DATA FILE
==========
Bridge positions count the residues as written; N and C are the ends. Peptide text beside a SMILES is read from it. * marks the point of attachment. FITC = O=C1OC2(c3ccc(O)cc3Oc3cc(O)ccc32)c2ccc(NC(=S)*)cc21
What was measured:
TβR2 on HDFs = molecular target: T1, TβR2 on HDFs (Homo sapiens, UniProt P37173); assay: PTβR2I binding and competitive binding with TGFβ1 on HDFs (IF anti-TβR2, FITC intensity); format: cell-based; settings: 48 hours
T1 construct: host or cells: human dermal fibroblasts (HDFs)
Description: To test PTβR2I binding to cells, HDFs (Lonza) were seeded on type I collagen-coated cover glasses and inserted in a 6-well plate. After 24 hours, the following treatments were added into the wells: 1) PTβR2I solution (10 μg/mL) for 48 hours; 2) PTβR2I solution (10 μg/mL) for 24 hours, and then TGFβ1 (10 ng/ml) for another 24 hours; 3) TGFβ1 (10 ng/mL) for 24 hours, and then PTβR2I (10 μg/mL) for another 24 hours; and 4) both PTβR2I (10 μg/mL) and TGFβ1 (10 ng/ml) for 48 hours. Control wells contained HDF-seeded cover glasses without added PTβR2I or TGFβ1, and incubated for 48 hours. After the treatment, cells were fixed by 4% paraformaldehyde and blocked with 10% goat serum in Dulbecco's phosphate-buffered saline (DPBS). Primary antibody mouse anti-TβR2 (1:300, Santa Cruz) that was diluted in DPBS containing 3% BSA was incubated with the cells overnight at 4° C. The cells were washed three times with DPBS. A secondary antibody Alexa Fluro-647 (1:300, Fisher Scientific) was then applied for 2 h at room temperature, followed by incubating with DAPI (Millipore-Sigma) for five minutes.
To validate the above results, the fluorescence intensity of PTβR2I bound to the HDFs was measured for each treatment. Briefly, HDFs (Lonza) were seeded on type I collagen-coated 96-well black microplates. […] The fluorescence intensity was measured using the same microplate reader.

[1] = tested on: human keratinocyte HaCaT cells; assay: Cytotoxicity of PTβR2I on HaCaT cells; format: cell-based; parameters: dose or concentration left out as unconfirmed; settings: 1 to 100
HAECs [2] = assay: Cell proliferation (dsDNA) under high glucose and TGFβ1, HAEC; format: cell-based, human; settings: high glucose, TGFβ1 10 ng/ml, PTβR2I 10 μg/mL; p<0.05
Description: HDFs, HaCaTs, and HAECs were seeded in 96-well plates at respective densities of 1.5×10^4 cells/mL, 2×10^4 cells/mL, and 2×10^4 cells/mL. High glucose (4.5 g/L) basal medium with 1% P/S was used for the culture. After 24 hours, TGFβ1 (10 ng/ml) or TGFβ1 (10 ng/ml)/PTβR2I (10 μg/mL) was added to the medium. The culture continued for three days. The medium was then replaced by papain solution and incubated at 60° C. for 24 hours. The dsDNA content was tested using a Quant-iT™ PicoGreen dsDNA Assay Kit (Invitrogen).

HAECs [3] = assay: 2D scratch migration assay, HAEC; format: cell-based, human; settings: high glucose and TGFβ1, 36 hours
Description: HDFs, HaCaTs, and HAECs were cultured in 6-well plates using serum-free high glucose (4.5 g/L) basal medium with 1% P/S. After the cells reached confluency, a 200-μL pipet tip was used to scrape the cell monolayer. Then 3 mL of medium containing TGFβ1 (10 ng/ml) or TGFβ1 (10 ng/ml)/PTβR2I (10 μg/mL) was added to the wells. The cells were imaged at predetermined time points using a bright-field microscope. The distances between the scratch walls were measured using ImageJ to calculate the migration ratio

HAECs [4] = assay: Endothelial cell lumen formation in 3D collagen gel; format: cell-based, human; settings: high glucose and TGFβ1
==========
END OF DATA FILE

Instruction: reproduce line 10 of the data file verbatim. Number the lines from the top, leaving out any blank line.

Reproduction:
HAECs [3] = assay: 2D scratch migration assay, HAEC; format: cell-based, human; settings: high glucose and TGFβ1, 36 hours